It looks like a bizarre cold-war cloak-and-dagger spy novel what has taken place between Germany and Vietnam in the last few months, with a Vietnamese businessman kidnapped right out of Germany and resurfacing in Vietnam soon thereafter, where he was sentenced to a life in prison. FIN-JASPER LANGMACK and BENJAMIN NUSSBERGER analyse what international law has to say to both sides of this conflict (German).
ANTJE VON UNGERN-STERNBERG and JULIA WAGNER scrutinize the ruling of the state constitutional court of Rhineland-Palatinate, which found nothing to object to with the way committee seats are allocated to the far-right AfD in the regional Parliament in Mainz (German).
MATHIEU CARPENTIER jumps in the almost 60-year-old and recently rekindled fray in France as to whether the president can push through a constitutional amendment by means of a referendum in accordance with Article 11 of the French Constitution (French).
ROSELINE LETTERON analyses a new decision of the French Constitutional Council, according to which it violates the principle of equality to reserve compensation for victims of terrorism and violence during the Algeria war 1954 to 1962 only for French citizens (French).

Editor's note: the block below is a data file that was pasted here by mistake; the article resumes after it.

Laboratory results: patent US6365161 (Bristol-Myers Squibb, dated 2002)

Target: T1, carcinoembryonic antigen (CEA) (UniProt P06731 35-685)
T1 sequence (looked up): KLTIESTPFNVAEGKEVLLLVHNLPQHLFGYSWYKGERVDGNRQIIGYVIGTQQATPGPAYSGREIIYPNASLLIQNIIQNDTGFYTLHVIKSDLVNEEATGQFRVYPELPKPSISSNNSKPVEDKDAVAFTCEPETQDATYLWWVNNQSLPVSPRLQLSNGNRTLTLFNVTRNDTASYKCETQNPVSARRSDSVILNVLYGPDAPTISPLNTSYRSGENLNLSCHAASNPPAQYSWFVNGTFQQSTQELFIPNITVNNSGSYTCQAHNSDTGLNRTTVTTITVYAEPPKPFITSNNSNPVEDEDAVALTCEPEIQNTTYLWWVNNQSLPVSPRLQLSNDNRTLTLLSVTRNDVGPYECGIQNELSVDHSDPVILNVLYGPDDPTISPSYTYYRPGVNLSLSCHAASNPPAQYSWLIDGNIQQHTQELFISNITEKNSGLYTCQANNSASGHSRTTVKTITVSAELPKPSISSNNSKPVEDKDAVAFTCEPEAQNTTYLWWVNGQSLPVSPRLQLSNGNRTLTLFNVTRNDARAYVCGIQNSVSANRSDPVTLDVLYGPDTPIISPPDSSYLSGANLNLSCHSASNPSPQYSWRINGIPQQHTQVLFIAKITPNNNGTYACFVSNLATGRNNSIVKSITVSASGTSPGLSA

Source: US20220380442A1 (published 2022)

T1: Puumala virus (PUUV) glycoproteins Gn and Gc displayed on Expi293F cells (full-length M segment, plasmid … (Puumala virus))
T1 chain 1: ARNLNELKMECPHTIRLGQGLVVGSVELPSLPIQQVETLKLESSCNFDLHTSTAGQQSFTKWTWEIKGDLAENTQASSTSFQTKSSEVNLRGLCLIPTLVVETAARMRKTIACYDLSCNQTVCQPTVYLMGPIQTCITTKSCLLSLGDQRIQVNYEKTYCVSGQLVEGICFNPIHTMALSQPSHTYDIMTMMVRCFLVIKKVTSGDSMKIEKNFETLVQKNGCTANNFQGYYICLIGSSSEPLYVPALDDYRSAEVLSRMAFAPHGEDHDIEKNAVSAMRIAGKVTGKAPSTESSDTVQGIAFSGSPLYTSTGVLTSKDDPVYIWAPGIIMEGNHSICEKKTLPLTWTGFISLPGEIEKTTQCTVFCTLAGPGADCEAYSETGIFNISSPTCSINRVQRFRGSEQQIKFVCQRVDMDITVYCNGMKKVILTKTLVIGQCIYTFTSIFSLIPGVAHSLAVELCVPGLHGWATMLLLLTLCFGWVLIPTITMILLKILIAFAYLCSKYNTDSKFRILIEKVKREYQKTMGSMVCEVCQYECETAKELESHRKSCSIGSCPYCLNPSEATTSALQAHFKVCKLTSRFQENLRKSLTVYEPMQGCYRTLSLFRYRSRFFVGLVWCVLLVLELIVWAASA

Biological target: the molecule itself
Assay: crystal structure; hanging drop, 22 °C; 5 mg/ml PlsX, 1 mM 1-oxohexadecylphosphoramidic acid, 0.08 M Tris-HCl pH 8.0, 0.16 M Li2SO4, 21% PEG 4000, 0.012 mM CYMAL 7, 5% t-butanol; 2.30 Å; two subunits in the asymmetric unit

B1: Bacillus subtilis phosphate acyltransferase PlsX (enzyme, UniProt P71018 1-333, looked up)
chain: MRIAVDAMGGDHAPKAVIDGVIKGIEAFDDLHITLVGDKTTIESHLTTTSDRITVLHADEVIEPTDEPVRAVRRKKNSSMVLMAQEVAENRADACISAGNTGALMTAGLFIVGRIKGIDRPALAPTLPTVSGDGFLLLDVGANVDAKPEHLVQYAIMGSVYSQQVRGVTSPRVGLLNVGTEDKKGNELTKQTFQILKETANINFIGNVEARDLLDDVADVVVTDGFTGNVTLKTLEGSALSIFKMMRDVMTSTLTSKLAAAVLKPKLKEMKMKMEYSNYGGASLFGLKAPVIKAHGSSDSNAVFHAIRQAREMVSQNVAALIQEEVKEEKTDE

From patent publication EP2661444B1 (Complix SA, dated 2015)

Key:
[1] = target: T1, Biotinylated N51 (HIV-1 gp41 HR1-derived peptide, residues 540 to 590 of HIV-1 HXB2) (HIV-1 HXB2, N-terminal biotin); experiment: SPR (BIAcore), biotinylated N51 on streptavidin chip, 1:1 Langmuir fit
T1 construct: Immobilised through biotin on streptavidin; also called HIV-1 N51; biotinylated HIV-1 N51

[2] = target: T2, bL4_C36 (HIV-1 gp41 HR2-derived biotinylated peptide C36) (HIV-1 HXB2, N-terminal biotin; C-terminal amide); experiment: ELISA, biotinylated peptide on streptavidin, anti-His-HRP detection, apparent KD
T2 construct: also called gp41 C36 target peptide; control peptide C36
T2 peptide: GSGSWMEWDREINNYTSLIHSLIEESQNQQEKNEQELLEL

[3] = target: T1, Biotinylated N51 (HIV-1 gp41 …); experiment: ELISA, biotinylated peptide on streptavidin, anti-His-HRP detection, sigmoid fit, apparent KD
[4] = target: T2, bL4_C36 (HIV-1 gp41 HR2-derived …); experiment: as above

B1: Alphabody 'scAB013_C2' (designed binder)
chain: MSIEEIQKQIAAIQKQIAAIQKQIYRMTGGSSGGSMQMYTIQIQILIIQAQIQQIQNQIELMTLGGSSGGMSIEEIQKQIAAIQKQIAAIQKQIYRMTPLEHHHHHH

PHILIP ALLOTT shows why the UK, no matter how vigorously it pushes the Article 50 button, cannot simply leave the European legal system behind it.
ANNICK PIJNENBURG defends the European Court of Human Rights against the accusation that in the judgement of J. R. v. Greece it has closed its eyes to the conditions in Greek refugee hotspots and the shortcomings of the EU-Turkey deal.
MANUEL MÜLLER calmly prophesies to Emmanuel Macron that he will lose his fight against the Spitzenkandidaten process in the European elections in 2019 (German).
LORENZO GRADONI stages the recent Taricco disputes between the European Court of Justice and the Italian Constitutional Court as a parody of the famous caskets scene in the second act of Shakespeare’s Merchant of Venice (Italian).
Next week, the German Federal Constitutional Court will decide whether a federal Minister of Education can rhetorically show the AfD the proverbial “red card” without unduly taking sides in the competition of the political parties. We will further learn if the ECJ in Luxembourg feels prepared to declare an EU fisheries agreement with Morocco invalid because it covers Western Sahara, which is occupied by Morocco in breach of international law. Finally, LAURENT PECH and KIM LANE SCHEPPELE will present ten questions and answers on the EU’s capacity to fight authoritarianism. So plenty of things to do for us, and plenty of things to read for you!
All the best, and a successful week,